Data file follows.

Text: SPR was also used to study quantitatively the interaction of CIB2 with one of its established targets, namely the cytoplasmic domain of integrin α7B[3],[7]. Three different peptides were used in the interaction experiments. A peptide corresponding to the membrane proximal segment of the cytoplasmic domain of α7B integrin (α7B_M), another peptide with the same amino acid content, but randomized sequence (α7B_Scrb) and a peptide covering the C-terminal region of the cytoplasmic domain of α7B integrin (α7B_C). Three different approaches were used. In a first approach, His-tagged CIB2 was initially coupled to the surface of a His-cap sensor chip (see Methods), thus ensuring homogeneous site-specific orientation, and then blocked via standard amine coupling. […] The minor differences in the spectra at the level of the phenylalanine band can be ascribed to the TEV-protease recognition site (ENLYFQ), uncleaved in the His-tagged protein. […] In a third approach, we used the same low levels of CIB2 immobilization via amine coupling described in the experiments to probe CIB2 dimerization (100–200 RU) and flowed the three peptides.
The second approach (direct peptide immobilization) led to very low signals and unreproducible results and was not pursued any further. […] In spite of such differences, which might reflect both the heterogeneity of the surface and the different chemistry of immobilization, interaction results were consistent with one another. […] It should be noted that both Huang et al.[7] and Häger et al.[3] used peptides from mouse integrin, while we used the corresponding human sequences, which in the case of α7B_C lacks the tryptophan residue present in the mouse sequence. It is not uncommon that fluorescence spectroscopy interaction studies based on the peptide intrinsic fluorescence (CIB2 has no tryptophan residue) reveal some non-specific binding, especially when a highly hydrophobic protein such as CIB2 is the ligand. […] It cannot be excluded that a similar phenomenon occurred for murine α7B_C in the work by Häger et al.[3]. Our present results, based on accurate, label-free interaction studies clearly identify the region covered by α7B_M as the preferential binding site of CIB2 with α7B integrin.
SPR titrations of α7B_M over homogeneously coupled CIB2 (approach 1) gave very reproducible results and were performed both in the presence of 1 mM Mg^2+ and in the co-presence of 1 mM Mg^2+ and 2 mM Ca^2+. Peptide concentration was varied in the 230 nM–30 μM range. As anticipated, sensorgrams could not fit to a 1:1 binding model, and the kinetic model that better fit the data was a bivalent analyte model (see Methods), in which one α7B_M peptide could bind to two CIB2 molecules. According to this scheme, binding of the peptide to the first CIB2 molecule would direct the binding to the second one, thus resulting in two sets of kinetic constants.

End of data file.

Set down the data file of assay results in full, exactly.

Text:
Text: SPR was also used to study quantitatively the interaction of CIB2 with one of its established targets, namely the cytoplasmic domain of integrin α7B[3],[7]. Three different peptides were used in the interaction experiments. A peptide corresponding to the membrane proximal segment of the cytoplasmic domain of α7B integrin (α7B_M), another peptide with the same amino acid content, but randomized sequence (α7B_Scrb) and a peptide covering the C-terminal region of the cytoplasmic domain of α7B integrin (α7B_C). Three different approaches were used. In a first approach, His-tagged CIB2 was initially coupled to the surface of a His-cap sensor chip (see Methods), thus ensuring homogeneous site-specific orientation, and then blocked via standard amine coupling. […] The minor differences in the spectra at the level of the phenylalanine band can be ascribed to the TEV-protease recognition site (ENLYFQ), uncleaved in the His-tagged protein. […] In a third approach, we used the same low levels of CIB2 immobilization via amine coupling described in the experiments to probe CIB2 dimerization (100–200 RU) and flowed the three peptides.
The second approach (direct peptide immobilization) led to very low signals and unreproducible results and was not pursued any further. […] In spite of such differences, which might reflect both the heterogeneity of the surface and the different chemistry of immobilization, interaction results were consistent with one another. […] It should be noted that both Huang et al.[7] and Häger et al.[3] used peptides from mouse integrin, while we used the corresponding human sequences, which in the case of α7B_C lacks the tryptophan residue present in the mouse sequence. It is not uncommon that fluorescence spectroscopy interaction studies based on the peptide intrinsic fluorescence (CIB2 has no tryptophan residue) reveal some non-specific binding, especially when a highly hydrophobic protein such as CIB2 is the ligand. […] It cannot be excluded that a similar phenomenon occurred for murine α7B_C in the work by Häger et al.[3]. Our present results, based on accurate, label-free interaction studies clearly identify the region covered by α7B_M as the preferential binding site of CIB2 with α7B integrin.
SPR titrations of α7B_M over homogeneously coupled CIB2 (approach 1) gave very reproducible results and were performed both in the presence of 1 mM Mg^2+ and in the co-presence of 1 mM Mg^2+ and 2 mM Ca^2+. Peptide concentration was varied in the 230 nM–30 μM range. As anticipated, sensorgrams could not fit to a 1:1 binding model, and the kinetic model that better fit the data was a bivalent analyte model (see Methods), in which one α7B_M peptide could bind to two CIB2 molecules. According to this scheme, binding of the peptide to the first CIB2 molecule would direct the binding to the second one, thus resulting in two sets of kinetic constants.